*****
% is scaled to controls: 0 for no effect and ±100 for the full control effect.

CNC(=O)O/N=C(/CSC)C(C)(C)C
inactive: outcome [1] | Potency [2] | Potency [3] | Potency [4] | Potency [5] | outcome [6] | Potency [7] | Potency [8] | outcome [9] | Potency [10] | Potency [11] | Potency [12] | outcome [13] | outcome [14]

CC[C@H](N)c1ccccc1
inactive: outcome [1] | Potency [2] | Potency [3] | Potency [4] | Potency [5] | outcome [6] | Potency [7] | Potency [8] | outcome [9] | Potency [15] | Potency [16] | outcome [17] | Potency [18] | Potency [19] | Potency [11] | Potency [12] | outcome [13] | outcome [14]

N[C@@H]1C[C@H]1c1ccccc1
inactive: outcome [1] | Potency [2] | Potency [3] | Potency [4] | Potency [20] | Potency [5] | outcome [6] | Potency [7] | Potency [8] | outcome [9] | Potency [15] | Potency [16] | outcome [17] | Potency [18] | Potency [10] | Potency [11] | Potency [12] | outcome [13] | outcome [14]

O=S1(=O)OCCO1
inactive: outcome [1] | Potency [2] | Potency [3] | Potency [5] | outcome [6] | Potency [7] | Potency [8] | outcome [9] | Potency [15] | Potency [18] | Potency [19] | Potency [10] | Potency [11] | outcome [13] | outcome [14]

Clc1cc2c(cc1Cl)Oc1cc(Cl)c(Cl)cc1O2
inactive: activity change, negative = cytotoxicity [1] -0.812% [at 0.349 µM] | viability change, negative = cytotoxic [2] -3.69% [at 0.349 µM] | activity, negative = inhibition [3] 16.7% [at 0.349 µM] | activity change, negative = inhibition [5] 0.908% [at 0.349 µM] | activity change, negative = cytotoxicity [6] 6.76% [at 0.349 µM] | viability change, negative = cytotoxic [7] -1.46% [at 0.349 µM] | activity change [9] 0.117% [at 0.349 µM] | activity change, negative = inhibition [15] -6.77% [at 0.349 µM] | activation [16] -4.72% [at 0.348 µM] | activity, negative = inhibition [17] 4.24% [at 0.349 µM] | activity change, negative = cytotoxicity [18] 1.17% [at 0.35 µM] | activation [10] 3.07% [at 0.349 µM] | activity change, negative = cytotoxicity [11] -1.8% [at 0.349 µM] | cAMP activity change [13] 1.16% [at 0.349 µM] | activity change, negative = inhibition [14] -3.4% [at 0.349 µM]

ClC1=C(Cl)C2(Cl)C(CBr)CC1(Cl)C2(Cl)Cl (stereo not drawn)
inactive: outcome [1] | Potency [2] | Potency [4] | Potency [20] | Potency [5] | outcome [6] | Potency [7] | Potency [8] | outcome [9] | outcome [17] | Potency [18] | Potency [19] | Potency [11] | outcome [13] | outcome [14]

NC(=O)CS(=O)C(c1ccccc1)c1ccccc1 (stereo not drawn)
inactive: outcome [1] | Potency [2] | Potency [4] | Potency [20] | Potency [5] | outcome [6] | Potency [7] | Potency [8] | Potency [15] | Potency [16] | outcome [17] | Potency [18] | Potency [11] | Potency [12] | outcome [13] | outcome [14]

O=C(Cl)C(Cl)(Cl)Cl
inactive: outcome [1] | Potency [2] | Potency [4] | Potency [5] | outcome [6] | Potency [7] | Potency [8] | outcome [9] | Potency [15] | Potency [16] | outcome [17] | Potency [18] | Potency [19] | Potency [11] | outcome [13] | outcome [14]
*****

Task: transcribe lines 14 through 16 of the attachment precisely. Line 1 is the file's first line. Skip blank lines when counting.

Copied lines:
NC(=O)CS(=O)C(c1ccccc1)c1ccccc1 (stereo not drawn)
inactive: outcome [1] | Potency [2] | Potency [4] | Potency [20] | Potency [5] | outcome [6] | Potency [7] | Potency [8] | Potency [15] | Potency [16] | outcome [17] | Potency [18] | Potency [11] | Potency [12] | outcome [13] | outcome [14]

O=C(Cl)C(Cl)(Cl)Cl